I’m lucky enough to have a desk in the news room, but I spend a lot more time behind the wheel of my mobile office, a 2000 Ford Explorer with bright shiny logos and a permanent impression of my butt in the driver’s seat. Though I sleep at home every night I often travel hundreds of miles to get from dusk to dusk. At times I feel like a trucker, a cabbie, a cop - cruising a beat from one jurisdiction to the next as I ping-pong back and forth across the Piedmont Triad. Friday it was Rockingham County - Wentworth, Eden, and Reidsville passed under my tires before ending up back in High Point. The day before I ricocheted between Greensboro and Winston-Salem more times than a Dell rumor. On Wednesday I navigated new terrain in lower Alamance County, before rolling homewards along the rolling rural hills of Highway 62. In between all the traveling, I shot a little news.
Since I log so many hours in the news unit cockpit, I’ve made some modifications. Most of my colleagues fill their floorboards with scanners and such, but I am far less enamored with being constantly interrupted. Thus, I’ve replaced all that static and blather with a mixed bag of aggression rock, from Johnny Cash to Jane’s Addiction, punctuated by a diverse diet of local and national talk radio. I’ve yet to buy one of those Audio Books but I probably have a half dozen Stevie Ray Vaughan CD’s in my center console at all times. A man’s got to have his medicine after all. Along with all that aural input I pack the usual number of press passes, county maps and mini phone books. Bent business cards and dead nine volts litter the floorboard, along with the finest in fast food ketchup packets. But don't worry. Every six months I clean out my trusty ride, whether it needs it or not.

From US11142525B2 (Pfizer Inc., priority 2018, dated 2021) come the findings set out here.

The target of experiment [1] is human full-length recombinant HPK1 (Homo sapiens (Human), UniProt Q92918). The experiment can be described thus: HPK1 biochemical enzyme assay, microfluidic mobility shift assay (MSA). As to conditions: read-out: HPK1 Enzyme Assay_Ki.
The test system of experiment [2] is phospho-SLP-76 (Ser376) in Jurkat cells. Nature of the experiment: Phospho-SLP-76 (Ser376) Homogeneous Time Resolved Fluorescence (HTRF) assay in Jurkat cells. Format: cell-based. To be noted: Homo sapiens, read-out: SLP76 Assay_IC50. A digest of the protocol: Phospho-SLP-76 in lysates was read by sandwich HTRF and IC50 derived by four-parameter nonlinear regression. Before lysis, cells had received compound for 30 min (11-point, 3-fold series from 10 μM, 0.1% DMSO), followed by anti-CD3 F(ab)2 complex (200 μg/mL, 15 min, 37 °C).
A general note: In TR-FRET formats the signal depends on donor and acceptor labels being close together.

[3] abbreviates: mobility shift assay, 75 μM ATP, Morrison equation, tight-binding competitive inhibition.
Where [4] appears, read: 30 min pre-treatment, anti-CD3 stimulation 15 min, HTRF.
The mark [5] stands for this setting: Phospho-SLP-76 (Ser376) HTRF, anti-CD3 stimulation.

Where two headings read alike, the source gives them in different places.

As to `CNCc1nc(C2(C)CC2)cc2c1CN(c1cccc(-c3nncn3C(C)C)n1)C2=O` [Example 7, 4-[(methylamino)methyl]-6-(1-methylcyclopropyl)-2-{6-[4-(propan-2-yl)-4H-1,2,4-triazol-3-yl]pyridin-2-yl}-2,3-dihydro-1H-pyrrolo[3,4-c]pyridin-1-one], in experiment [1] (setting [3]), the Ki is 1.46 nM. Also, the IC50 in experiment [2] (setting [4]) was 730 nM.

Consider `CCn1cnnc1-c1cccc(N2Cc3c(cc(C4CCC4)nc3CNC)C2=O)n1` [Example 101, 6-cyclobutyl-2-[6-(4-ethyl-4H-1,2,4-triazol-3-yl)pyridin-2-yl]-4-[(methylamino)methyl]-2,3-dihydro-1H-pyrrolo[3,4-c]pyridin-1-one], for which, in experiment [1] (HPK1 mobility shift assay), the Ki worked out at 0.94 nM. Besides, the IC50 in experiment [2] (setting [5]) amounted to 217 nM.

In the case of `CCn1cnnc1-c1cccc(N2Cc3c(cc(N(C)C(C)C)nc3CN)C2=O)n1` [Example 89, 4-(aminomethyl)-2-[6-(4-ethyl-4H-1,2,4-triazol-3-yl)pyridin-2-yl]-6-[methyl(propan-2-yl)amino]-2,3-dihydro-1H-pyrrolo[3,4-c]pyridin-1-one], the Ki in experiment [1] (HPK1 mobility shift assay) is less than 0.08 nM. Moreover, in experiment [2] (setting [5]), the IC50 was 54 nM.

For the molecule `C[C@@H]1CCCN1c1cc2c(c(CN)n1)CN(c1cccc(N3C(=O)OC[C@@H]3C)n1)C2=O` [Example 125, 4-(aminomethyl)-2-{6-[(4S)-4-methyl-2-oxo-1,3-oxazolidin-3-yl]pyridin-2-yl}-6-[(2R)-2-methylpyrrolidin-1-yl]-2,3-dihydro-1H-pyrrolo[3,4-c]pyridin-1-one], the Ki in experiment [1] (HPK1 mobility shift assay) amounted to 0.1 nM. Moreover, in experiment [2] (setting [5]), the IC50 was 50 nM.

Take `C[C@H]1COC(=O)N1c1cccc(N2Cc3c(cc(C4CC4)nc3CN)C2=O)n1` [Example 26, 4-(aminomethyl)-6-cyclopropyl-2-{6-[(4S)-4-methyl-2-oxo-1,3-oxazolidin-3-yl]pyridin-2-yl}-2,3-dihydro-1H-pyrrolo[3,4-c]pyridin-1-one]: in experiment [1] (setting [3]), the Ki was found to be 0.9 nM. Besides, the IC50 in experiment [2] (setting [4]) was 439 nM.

But life behind the news wheel is more than a never-ending road rally - its also a parade! With all those multi-colored logos screaming your station’s merits, you’re bound to get your share of your attention. All this can make for the most delightful stoplight encounters, if you don’t mind the occasional hand gesture. Most often though, people just do a double-take looking for a locally famous face. When they see a bearded fellow in a tropical print yelling into a cell phone while wolfing down a burrito, they usually lay on the gas a little. After all, the best defense is a good offense. So if I blow by you in the breakdown lane, don’t take it personal. Chances are I’m late for a groundbreaking, a train wreck, or like yesterday, a Repo Man with an ass full of lead. Whatever the destination, know that there’s a cell phone full of unanswered message on my hip and much of tonight’s newscast under the visor. If I stop to dawdle, I’ll pay for it in the edit bay. Now get out of my way; somewhere there’s a keynote speaker clearing his throat and waiting for his close-up.